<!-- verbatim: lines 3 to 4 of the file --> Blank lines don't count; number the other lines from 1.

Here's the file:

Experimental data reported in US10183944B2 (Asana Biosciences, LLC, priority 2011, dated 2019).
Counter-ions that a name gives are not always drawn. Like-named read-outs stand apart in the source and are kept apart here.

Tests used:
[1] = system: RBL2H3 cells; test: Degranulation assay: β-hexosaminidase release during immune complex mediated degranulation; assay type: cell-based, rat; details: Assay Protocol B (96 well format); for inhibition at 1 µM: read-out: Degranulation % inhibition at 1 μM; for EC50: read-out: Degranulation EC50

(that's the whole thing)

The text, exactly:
Tests used:
[1] = system: RBL2H3 cells; test: Degranulation assay: β-hexosaminidase release during immune complex mediated degranulation; assay type: cell-based, rat; details: Assay Protocol B (96 well format); for inhibition at 1 µM: read-out: Degranulation % inhibition at 1 μM; for EC50: read-out: Degranulation EC50